• Less volatile investment: There is no such thing as a risk-free investment, but REITs do tend to be less volatile than the stock market.
  • Liquid asset: Unlike physical real estate, REITs are a liquid investment and much easier to buy and sell quickly.


  • Some REITs can be risky: Not all REITs are created equal and in particular, non-traded or private REITs are not as easy to sell.
  • They can be expensive: To begin investing, some REITs require a minimum investment of $25,000.
  • You may lose dividend payments: During an economic downturn, you could lose your dividend payments if the property stops producing adequate income.

Different Types of REITs

There are several kinds of REITs, depending on how the shares are bought and held. Here is an overview of the different types of REITs you can invest in.

Publicly-Traded Equity REITs

Publicly traded REITs are listed on a public stock exchange, such as the New York Stock Exchange (NYSE) or the NASDAQ. They are regulated by the U.S. Securities and Exchange Commission (SEC).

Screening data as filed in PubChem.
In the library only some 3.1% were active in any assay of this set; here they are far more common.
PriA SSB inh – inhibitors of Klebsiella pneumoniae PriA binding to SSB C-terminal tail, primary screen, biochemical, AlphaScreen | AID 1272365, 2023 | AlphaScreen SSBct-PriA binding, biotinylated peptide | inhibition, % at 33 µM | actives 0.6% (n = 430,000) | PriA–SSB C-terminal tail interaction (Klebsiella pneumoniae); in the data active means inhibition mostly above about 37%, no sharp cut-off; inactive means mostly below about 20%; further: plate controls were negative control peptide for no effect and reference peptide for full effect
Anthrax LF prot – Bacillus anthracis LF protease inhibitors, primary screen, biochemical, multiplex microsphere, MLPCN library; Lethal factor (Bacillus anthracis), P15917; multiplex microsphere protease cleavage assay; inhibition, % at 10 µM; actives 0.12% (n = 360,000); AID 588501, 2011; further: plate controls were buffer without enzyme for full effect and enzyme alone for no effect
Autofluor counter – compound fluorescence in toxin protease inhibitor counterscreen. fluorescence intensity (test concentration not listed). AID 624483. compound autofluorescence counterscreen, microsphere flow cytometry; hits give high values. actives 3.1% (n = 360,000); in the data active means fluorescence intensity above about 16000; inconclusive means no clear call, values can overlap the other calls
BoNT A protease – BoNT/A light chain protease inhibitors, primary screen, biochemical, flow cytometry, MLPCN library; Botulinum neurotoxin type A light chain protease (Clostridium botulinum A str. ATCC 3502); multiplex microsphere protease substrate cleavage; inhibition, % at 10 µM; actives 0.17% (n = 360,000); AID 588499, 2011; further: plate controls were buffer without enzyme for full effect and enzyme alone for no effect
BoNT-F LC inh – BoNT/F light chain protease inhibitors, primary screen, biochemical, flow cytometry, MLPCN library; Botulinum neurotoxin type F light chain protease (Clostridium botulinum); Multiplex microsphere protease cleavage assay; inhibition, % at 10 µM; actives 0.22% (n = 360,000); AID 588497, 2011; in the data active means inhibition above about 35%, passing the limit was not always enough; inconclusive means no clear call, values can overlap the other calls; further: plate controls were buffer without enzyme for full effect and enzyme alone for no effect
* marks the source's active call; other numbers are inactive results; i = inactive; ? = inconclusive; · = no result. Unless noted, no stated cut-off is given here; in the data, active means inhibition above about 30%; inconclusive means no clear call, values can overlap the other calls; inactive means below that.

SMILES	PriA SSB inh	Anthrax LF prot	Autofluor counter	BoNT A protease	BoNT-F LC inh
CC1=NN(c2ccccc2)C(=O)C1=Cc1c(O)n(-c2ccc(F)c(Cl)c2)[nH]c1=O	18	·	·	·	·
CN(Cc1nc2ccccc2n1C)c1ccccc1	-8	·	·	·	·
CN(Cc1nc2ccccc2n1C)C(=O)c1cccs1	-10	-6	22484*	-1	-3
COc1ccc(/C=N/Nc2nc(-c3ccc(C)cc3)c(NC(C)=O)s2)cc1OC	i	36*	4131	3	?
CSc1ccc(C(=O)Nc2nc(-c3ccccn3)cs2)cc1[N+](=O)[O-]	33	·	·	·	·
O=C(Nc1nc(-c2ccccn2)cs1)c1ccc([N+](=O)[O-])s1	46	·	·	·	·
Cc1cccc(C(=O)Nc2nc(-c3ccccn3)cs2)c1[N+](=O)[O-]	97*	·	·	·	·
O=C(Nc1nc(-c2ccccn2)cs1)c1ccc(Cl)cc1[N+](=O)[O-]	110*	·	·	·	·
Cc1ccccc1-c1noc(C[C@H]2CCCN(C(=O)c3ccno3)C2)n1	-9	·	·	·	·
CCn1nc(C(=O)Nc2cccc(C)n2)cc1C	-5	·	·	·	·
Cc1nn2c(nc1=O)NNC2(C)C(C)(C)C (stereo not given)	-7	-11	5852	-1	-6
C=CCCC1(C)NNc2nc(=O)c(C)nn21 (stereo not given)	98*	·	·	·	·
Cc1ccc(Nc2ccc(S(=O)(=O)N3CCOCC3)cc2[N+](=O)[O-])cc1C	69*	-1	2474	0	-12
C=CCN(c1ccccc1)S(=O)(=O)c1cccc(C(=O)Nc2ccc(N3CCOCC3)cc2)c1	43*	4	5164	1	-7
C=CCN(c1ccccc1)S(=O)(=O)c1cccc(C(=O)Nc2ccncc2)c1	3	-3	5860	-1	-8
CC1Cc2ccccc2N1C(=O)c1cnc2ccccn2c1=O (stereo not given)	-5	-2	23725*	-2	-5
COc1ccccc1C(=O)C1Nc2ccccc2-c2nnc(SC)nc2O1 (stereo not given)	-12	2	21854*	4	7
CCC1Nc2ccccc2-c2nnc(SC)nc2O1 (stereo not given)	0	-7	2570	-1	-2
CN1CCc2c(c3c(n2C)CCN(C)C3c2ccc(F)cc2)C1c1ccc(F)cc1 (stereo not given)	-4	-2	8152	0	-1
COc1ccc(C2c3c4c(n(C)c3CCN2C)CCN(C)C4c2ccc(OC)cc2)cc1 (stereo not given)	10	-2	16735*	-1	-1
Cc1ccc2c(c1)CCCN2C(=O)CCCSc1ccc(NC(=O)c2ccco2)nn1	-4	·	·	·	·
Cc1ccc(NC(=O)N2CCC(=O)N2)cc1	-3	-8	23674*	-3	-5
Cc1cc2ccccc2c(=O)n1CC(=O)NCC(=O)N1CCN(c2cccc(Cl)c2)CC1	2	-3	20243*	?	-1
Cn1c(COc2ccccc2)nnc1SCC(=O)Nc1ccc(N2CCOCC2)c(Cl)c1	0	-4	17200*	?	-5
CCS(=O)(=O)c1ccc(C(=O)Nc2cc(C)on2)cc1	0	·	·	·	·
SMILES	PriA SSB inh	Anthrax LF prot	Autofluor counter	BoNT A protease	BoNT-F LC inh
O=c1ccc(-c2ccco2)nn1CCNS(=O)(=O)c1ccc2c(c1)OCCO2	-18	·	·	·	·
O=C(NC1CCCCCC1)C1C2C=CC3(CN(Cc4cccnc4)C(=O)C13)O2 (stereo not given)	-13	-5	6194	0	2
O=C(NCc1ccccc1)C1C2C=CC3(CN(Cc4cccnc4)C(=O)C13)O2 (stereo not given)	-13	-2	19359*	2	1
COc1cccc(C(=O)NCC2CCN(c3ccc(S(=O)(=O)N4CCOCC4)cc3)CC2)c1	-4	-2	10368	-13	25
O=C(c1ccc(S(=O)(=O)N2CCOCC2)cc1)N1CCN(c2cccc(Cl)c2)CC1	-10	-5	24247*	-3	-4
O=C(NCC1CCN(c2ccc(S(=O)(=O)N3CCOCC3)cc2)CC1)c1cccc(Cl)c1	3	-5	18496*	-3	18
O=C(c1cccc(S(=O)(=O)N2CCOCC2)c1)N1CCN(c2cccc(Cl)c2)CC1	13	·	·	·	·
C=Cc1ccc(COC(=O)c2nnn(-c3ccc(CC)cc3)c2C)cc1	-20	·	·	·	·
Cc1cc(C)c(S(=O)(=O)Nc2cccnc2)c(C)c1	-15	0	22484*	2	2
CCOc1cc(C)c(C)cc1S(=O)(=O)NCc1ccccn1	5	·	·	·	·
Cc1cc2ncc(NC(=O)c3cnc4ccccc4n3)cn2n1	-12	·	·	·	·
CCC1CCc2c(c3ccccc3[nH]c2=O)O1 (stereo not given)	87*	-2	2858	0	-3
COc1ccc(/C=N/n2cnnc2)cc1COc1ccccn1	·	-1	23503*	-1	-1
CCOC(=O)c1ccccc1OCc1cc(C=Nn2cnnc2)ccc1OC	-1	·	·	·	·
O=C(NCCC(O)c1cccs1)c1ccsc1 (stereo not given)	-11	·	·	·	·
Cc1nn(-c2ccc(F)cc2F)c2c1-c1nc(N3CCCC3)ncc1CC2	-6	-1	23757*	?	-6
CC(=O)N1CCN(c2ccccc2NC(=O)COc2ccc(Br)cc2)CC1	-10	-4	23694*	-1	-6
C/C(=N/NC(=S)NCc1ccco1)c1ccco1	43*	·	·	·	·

Individual investors can buy and sell REITs with an ordinary brokerage account. Publicly traded REITs tend to be more transparent and liquid than non-traded or private REITs.

Public Non-Traded REITs

A public non-traded REIT is listed with the SEC but is not listed on an exchange. They can only be purchased through certain types of brokers, and are much harder to buy and sell.

According to the SEC, it can also be much harder to determine the value of a non-traded REIT. Non-traded REITs don’t usually provide an estimate of the value per share until 18 months after the offering closes.

Private REITs

Private REITs are unlisted and aren’t typically regulated by the SEC. This makes them harder to value and a riskier investment. They also tend to be much more expensive, and often require a minimum investment of $25,000 or more.

Equity REITs

An equity REIT operates like a landlord and owns income-producing real estate. The company manages the property, provides basic upkeep, and collects monthly rent payments.

Mortgage REITs

A mortgage REIT doesn’t own the property, but instead owns debt securities backed by the property. They collect the monthly payments, but someone else owns and manages the property. This tends to be a riskier investment than an equity REIT, but the shareholder dividends also tend to be higher.

Hybrid REITs

A hybrid REIT is a combination of an equity and mortgage REIT. The company typically owns and operates both real estate properties and commercial real estate mortgages on its portfolio.

How do I invest in a REIT?